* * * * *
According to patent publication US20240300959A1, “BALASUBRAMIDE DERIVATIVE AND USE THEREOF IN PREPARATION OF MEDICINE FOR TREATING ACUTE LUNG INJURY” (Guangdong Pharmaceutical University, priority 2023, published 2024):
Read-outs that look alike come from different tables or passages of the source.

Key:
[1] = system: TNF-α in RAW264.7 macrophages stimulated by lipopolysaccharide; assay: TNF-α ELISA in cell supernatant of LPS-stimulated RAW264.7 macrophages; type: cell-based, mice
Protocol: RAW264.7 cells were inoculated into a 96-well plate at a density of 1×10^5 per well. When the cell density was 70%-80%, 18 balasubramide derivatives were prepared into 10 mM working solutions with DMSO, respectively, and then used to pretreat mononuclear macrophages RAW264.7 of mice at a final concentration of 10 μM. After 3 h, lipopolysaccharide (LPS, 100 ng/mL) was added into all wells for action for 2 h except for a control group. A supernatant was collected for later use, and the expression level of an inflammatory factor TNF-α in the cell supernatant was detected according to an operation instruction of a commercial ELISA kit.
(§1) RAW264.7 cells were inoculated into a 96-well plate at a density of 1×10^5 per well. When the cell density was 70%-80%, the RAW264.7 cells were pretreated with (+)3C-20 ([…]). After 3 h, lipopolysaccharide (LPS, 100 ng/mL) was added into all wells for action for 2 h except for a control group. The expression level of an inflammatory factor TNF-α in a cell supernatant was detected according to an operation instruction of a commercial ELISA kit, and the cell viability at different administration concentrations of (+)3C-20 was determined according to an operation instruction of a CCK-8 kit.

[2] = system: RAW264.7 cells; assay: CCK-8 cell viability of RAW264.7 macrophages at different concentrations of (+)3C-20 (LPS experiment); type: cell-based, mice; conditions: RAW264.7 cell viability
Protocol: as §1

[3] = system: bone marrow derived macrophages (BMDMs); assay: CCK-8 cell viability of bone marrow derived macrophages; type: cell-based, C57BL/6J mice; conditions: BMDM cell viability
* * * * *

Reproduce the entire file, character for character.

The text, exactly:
According to patent publication US20240300959A1, “BALASUBRAMIDE DERIVATIVE AND USE THEREOF IN PREPARATION OF MEDICINE FOR TREATING ACUTE LUNG INJURY” (Guangdong Pharmaceutical University, priority 2023, published 2024):
Read-outs that look alike come from different tables or passages of the source.

Key:
[1] = system: TNF-α in RAW264.7 macrophages stimulated by lipopolysaccharide; assay: TNF-α ELISA in cell supernatant of LPS-stimulated RAW264.7 macrophages; type: cell-based, mice
Protocol: RAW264.7 cells were inoculated into a 96-well plate at a density of 1×10^5 per well. When the cell density was 70%-80%, 18 balasubramide derivatives were prepared into 10 mM working solutions with DMSO, respectively, and then used to pretreat mononuclear macrophages RAW264.7 of mice at a final concentration of 10 μM. After 3 h, lipopolysaccharide (LPS, 100 ng/mL) was added into all wells for action for 2 h except for a control group. A supernatant was collected for later use, and the expression level of an inflammatory factor TNF-α in the cell supernatant was detected according to an operation instruction of a commercial ELISA kit.
(§1) RAW264.7 cells were inoculated into a 96-well plate at a density of 1×10^5 per well. When the cell density was 70%-80%, the RAW264.7 cells were pretreated with (+)3C-20 ([…]). After 3 h, lipopolysaccharide (LPS, 100 ng/mL) was added into all wells for action for 2 h except for a control group. The expression level of an inflammatory factor TNF-α in a cell supernatant was detected according to an operation instruction of a commercial ELISA kit, and the cell viability at different administration concentrations of (+)3C-20 was determined according to an operation instruction of a CCK-8 kit.

[2] = system: RAW264.7 cells; assay: CCK-8 cell viability of RAW264.7 macrophages at different concentrations of (+)3C-20 (LPS experiment); type: cell-based, mice; conditions: RAW264.7 cell viability
Protocol: as §1

[3] = system: bone marrow derived macrophages (BMDMs); assay: CCK-8 cell viability of bone marrow derived macrophages; type: cell-based, C57BL/6J mice; conditions: BMDM cell viability